Look at the shiny things!
Eight years on from cancellation, is there anything new to say about Joss Whedon’s little-show-that-could? Well, a little. But not a lot. Certainly not by the cast, it seems, represented in this celebration by patched-together snippets of old online interviews and convention panels. A faint whiff of the second-hand inevitably ensues; the same goes for the likes of Jane Espenson’s short piece on writing for TV, first published on the Fox website in 2002.
Thankfully, most of the material is new (and what’s recycled is frankly credited as such). In the quest for fresh quotes, people further down the ladder are quizzed, like the stunt coordinator and the location manager. Then there’s the chief selling point: four new stories by writers for the series. Sadly, all are so slender they barely leave an impression.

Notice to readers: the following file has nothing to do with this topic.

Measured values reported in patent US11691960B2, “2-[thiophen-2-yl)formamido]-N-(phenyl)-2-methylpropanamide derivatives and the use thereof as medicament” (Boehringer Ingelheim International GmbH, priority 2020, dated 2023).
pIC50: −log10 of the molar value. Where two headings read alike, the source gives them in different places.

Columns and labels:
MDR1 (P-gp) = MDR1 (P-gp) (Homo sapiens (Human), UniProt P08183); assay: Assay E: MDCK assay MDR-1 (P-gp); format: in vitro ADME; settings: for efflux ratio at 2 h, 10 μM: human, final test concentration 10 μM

No matter. The imagery trumps the words: concept sketches for the ships; on-set photos snapped by Nathan Fillion’s stand-in; stills of props, from the sickbay operating table to Wash’s toy dinosaurs. The most charming chapter recounts how Nathan Fillion kidnapped a soft-toy monkey belonging to the props manager, reproducing his ransom notes! It adds up to an inessential but intermittently fascinating compendium, a lucky-dip of makeweights and treasures.